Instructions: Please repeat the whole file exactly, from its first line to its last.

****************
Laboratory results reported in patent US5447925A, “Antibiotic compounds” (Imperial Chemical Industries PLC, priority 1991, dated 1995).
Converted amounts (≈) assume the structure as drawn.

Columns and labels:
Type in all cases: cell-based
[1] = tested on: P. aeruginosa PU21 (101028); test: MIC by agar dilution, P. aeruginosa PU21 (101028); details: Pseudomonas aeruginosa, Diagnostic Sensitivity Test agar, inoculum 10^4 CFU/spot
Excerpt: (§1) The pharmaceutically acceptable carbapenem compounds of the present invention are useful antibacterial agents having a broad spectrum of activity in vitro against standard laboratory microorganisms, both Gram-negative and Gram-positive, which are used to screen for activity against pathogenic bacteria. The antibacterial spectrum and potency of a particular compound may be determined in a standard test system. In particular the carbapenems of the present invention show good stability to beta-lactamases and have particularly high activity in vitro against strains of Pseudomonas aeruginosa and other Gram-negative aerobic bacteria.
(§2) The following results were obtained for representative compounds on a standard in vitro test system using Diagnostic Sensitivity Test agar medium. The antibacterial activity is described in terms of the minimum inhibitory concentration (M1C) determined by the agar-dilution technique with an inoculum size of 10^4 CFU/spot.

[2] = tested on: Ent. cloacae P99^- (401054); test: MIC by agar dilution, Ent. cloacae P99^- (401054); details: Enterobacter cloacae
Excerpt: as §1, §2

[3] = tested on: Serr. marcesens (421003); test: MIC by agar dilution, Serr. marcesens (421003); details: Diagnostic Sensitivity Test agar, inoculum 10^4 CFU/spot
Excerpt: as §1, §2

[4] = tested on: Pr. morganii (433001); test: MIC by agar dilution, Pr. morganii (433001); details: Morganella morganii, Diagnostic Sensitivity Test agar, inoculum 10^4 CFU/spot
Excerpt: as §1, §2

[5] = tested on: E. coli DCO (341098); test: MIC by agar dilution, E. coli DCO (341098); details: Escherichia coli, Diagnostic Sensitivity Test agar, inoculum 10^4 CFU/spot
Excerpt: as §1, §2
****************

Laboratory results reported in patent US5447925A, “Antibiotic compounds” (Imperial Chemical Industries PLC, priority 1991, dated 1995).
Converted amounts (≈) assume the structure as drawn.

Columns and labels:
Type in all cases: cell-based
[1] = tested on: P. aeruginosa PU21 (101028); test: MIC by agar dilution, P. aeruginosa PU21 (101028); details: Pseudomonas aeruginosa, Diagnostic Sensitivity Test agar, inoculum 10^4 CFU/spot
Excerpt: (§1) The pharmaceutically acceptable carbapenem compounds of the present invention are useful antibacterial agents having a broad spectrum of activity in vitro against standard laboratory microorganisms, both Gram-negative and Gram-positive, which are used to screen for activity against pathogenic bacteria. The antibacterial spectrum and potency of a particular compound may be determined in a standard test system. In particular the carbapenems of the present invention show good stability to beta-lactamases and have particularly high activity in vitro against strains of Pseudomonas aeruginosa and other Gram-negative aerobic bacteria.
(§2) The following results were obtained for representative compounds on a standard in vitro test system using Diagnostic Sensitivity Test agar medium. The antibacterial activity is described in terms of the minimum inhibitory concentration (M1C) determined by the agar-dilution technique with an inoculum size of 10^4 CFU/spot.

[2] = tested on: Ent. cloacae P99^- (401054); test: MIC by agar dilution, Ent. cloacae P99^- (401054); details: Enterobacter cloacae
Excerpt: as §1, §2

[3] = tested on: Serr. marcesens (421003); test: MIC by agar dilution, Serr. marcesens (421003); details: Diagnostic Sensitivity Test agar, inoculum 10^4 CFU/spot
Excerpt: as §1, §2

[4] = tested on: Pr. morganii (433001); test: MIC by agar dilution, Pr. morganii (433001); details: Morganella morganii, Diagnostic Sensitivity Test agar, inoculum 10^4 CFU/spot
Excerpt: as §1, §2

[5] = tested on: E. coli DCO (341098); test: MIC by agar dilution, E. coli DCO (341098); details: Escherichia coli, Diagnostic Sensitivity Test agar, inoculum 10^4 CFU/spot
Excerpt: as §1, §2